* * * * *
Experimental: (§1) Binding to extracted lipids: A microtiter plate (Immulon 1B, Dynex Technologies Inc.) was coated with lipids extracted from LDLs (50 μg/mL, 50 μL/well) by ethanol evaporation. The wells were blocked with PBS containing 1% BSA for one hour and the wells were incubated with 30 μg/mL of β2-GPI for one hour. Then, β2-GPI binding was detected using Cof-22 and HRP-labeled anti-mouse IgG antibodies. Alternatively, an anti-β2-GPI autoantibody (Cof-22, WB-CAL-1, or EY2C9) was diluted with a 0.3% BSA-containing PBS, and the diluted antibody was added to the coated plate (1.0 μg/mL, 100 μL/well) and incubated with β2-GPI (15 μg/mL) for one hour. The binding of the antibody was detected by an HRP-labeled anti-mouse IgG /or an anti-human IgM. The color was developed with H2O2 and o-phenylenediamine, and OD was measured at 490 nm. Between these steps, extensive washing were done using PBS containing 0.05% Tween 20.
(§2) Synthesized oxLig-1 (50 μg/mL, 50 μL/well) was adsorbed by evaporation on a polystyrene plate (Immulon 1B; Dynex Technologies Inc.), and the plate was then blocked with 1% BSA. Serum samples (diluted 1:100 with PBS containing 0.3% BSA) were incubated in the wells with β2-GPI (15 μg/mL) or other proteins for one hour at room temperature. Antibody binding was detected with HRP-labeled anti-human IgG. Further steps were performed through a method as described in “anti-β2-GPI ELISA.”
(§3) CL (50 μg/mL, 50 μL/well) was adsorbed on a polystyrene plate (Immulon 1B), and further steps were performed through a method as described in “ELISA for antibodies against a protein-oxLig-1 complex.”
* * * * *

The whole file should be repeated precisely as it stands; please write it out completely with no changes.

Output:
Experimental: (§1) Binding to extracted lipids: A microtiter plate (Immulon 1B, Dynex Technologies Inc.) was coated with lipids extracted from LDLs (50 μg/mL, 50 μL/well) by ethanol evaporation. The wells were blocked with PBS containing 1% BSA for one hour and the wells were incubated with 30 μg/mL of β2-GPI for one hour. Then, β2-GPI binding was detected using Cof-22 and HRP-labeled anti-mouse IgG antibodies. Alternatively, an anti-β2-GPI autoantibody (Cof-22, WB-CAL-1, or EY2C9) was diluted with a 0.3% BSA-containing PBS, and the diluted antibody was added to the coated plate (1.0 μg/mL, 100 μL/well) and incubated with β2-GPI (15 μg/mL) for one hour. The binding of the antibody was detected by an HRP-labeled anti-mouse IgG /or an anti-human IgM. The color was developed with H2O2 and o-phenylenediamine, and OD was measured at 490 nm. Between these steps, extensive washing were done using PBS containing 0.05% Tween 20.
(§2) Synthesized oxLig-1 (50 μg/mL, 50 μL/well) was adsorbed by evaporation on a polystyrene plate (Immulon 1B; Dynex Technologies Inc.), and the plate was then blocked with 1% BSA. Serum samples (diluted 1:100 with PBS containing 0.3% BSA) were incubated in the wells with β2-GPI (15 μg/mL) or other proteins for one hour at room temperature. Antibody binding was detected with HRP-labeled anti-human IgG. Further steps were performed through a method as described in “anti-β2-GPI ELISA.”
(§3) CL (50 μg/mL, 50 μL/well) was adsorbed on a polystyrene plate (Immulon 1B), and further steps were performed through a method as described in “ELISA for antibodies against a protein-oxLig-1 complex.”